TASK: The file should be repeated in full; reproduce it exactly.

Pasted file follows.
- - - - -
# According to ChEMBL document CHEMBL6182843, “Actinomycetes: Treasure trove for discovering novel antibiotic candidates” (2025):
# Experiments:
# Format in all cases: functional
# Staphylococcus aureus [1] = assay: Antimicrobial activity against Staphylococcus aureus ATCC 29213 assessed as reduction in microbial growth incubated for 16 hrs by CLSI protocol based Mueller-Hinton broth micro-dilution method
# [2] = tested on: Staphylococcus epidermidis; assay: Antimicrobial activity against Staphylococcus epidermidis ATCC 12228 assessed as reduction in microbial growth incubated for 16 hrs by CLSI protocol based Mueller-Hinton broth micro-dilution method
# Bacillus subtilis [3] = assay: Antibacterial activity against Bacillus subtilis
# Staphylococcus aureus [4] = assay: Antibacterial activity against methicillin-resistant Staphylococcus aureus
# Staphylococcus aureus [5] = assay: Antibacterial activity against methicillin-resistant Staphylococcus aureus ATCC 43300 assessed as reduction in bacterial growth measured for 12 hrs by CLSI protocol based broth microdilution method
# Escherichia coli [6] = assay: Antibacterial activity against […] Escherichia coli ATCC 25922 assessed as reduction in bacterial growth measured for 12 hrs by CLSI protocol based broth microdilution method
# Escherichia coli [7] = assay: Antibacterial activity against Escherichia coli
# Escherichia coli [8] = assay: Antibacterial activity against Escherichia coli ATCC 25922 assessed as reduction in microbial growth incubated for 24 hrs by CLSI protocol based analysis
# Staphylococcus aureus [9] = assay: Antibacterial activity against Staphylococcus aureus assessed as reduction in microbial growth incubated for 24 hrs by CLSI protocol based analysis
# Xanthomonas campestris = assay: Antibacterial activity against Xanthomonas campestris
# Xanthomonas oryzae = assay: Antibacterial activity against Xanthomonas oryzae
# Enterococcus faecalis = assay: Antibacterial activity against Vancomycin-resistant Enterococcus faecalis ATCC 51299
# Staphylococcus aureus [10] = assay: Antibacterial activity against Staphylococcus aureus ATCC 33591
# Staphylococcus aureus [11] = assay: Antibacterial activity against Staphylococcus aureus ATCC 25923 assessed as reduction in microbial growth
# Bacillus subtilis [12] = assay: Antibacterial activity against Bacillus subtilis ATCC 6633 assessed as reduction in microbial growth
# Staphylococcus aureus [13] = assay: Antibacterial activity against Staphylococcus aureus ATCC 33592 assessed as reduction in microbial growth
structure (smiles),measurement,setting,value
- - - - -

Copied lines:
# According to ChEMBL document CHEMBL6182843, “Actinomycetes: Treasure trove for discovering novel antibiotic candidates” (2025):
# Experiments:
# Format in all cases: functional
# Staphylococcus aureus [1] = assay: Antimicrobial activity against Staphylococcus aureus ATCC 29213 assessed as reduction in microbial growth incubated for 16 hrs by CLSI protocol based Mueller-Hinton broth micro-dilution method
# [2] = tested on: Staphylococcus epidermidis; assay: Antimicrobial activity against Staphylococcus epidermidis ATCC 12228 assessed as reduction in microbial growth incubated for 16 hrs by CLSI protocol based Mueller-Hinton broth micro-dilution method
# Bacillus subtilis [3] = assay: Antibacterial activity against Bacillus subtilis
# Staphylococcus aureus [4] = assay: Antibacterial activity against methicillin-resistant Staphylococcus aureus
# Staphylococcus aureus [5] = assay: Antibacterial activity against methicillin-resistant Staphylococcus aureus ATCC 43300 assessed as reduction in bacterial growth measured for 12 hrs by CLSI protocol based broth microdilution method
# Escherichia coli [6] = assay: Antibacterial activity against […] Escherichia coli ATCC 25922 assessed as reduction in bacterial growth measured for 12 hrs by CLSI protocol based broth microdilution method
# Escherichia coli [7] = assay: Antibacterial activity against Escherichia coli
# Escherichia coli [8] = assay: Antibacterial activity against Escherichia coli ATCC 25922 assessed as reduction in microbial growth incubated for 24 hrs by CLSI protocol based analysis
# Staphylococcus aureus [9] = assay: Antibacterial activity against Staphylococcus aureus assessed as reduction in microbial growth incubated for 24 hrs by CLSI protocol based analysis
# Xanthomonas campestris = assay: Antibacterial activity against Xanthomonas campestris
# Xanthomonas oryzae = assay: Antibacterial activity against Xanthomonas oryzae
# Enterococcus faecalis = assay: Antibacterial activity against Vancomycin-resistant Enterococcus faecalis ATCC 51299
# Staphylococcus aureus [10] = assay: Antibacterial activity against Staphylococcus aureus ATCC 33591
# Staphylococcus aureus [11] = assay: Antibacterial activity against Staphylococcus aureus ATCC 25923 assessed as reduction in microbial growth
# Bacillus subtilis [12] = assay: Antibacterial activity against Bacillus subtilis ATCC 6633 assessed as reduction in microbial growth
# Staphylococcus aureus [13] = assay: Antibacterial activity against Staphylococcus aureus ATCC 33592 assessed as reduction in microbial growth
structure (smiles),measurement,setting,value